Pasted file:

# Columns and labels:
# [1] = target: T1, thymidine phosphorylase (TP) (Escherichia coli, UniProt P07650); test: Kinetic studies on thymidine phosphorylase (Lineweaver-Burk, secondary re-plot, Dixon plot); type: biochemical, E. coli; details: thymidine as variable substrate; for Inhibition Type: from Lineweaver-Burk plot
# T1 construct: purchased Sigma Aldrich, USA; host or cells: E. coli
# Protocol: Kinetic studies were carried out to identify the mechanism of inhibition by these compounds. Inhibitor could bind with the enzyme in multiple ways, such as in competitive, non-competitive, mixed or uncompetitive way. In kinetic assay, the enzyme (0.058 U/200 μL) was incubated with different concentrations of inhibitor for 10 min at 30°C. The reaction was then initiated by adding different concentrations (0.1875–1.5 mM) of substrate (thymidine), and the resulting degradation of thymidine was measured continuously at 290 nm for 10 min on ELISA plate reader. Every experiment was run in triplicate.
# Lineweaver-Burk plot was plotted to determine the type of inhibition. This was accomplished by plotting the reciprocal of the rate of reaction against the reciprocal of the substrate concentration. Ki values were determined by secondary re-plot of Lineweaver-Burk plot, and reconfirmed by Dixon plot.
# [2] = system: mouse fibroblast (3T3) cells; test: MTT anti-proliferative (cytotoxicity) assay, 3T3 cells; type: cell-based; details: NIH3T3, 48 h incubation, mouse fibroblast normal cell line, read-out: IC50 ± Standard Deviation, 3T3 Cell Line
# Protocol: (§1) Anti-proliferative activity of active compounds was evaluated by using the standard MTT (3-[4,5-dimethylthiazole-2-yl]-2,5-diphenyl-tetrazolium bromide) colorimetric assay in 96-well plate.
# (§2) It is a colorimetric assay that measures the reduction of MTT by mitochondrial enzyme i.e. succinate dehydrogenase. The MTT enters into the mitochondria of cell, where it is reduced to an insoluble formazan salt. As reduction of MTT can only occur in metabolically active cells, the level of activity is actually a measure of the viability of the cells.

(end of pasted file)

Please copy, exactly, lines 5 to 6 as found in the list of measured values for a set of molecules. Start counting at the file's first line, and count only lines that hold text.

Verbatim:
# Lineweaver-Burk plot was plotted to determine the type of inhibition. This was accomplished by plotting the reciprocal of the rate of reaction against the reciprocal of the substrate concentration. Ki values were determined by secondary re-plot of Lineweaver-Burk plot, and reconfirmed by Dixon plot.
# [2] = system: mouse fibroblast (3T3) cells; test: MTT anti-proliferative (cytotoxicity) assay, 3T3 cells; type: cell-based; details: NIH3T3, 48 h incubation, mouse fibroblast normal cell line, read-out: IC50 ± Standard Deviation, 3T3 Cell Line